Researchers at Romanian cybersecurity firm Bitdefender have discovered a custom-built piece of malware that has been sowing havoc in Asia since last July at least that could mark the return of the infamous Chinese hacker group Iron Tiger. Active since 2010, the group has targeted political and government agencies in China, Hong Kong, Tibet, the Philippines and other Asian nations. In 2013, it began to focus its attention on U.S. government contractors.
The latest set of attacks employs highly targeted spam messages with a malicious VSB file attached, which if downloaded, unleashes a set of payloads from a distribution server. Targets include entities in the government, telecommunications, technology and education sectors in Asia and the U.S. Bitdefender has named the attack Operation PZChao, As of 17 July 2017, the server hosting “down.pzchao.com” was resolved to an IP address located in South Korea, researchers said.
Writing on Security Boulevard, Ivona Alexandra CHILI, Forensics Engineer at Bitdefender, wrote, “An interesting feature of this threat… is that it features a network of malicious subdomains, each one used for a specific task (download, upload, RAT related actions, malware DLL delivery).” She added, “The payloads are diversified and include capabilities to download and execute additional binary files, collect private information and remotely execute commands on the system.”
The first batch script dropped on the system is named “up.bat” and hides in a temporary folder. The batch script performs four essential functions, including renaming the second batch script, assigning it system files, altering its Access Control List (ACL) and eliminating any scheduled tasks that may interfere with its successful running.
The second, named “win32shell.bat” by the first script is set to run every alternate day at 3AM under the description “Adobe Flash updates”, probably to evade scrutiny. This script downloads additional tools and uploads confidential data about the compromised system to a command and control server, including its username, domain, OS version, MAC address, and the RDP port 3389 status via a POST request.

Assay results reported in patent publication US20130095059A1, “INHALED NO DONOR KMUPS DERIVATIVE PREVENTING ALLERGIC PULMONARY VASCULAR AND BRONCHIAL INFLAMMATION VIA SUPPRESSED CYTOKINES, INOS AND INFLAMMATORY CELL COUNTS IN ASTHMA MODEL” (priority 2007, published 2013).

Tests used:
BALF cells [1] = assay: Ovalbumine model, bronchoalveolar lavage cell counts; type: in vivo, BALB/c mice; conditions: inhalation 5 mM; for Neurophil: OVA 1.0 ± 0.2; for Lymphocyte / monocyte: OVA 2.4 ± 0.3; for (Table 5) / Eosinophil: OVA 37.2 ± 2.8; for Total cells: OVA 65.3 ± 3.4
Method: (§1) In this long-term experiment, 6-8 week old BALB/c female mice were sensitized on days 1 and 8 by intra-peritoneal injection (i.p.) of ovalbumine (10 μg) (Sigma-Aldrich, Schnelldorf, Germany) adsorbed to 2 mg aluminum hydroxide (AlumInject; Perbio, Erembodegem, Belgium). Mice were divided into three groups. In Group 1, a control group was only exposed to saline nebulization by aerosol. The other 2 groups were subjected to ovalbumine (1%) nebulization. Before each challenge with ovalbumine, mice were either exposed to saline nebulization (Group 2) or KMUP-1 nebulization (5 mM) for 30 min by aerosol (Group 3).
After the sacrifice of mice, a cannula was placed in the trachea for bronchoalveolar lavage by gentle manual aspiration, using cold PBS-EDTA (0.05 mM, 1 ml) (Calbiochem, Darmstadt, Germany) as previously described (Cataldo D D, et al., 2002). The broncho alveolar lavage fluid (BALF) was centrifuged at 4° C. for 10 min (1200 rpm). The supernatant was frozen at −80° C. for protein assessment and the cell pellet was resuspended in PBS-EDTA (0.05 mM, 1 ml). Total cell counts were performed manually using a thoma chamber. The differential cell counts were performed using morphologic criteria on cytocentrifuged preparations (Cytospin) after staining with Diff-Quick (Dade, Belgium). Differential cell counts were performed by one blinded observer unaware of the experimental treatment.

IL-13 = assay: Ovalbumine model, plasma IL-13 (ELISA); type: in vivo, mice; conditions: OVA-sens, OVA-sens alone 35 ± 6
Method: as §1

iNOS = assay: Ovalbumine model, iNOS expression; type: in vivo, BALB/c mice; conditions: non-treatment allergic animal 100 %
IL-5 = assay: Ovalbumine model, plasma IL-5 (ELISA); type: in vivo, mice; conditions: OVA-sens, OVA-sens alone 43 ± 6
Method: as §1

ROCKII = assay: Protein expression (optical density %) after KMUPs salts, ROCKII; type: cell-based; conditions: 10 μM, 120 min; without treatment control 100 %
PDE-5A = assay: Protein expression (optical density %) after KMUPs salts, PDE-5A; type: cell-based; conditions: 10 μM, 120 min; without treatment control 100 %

The payloads deployed include a Bitcoin miner named “java.exe”, also set to run at 3am, but this one is scheduled only for every three weeks in order to mine cryptocurrency. The malware also attempts to harvest passwords in order to upload them to the command and control server.
The malware’s final payload includes most worryingly, a GhOst remote access Trojan (RAT) sample, which researchers said is “very similar” to attacks linked to the Iron Tiger hacker group. The GhOst RAT has a host of espionage capabilities, including being able to remotely log keystrokes, eavesdrop on conversations through the microphone, listen in on webcams, change and steal files and more.
“This remote access Trojan’s espionage capabilities and extensive intelligence harvesting from victims turns it into an extremely powerful tool that is very difficult to identify,” researchers said. “The C&C rotation during the Trojan’s lifecycle also helps evade detection at the network level, while the impersonation of legitimate, known applications takes care of the rest.”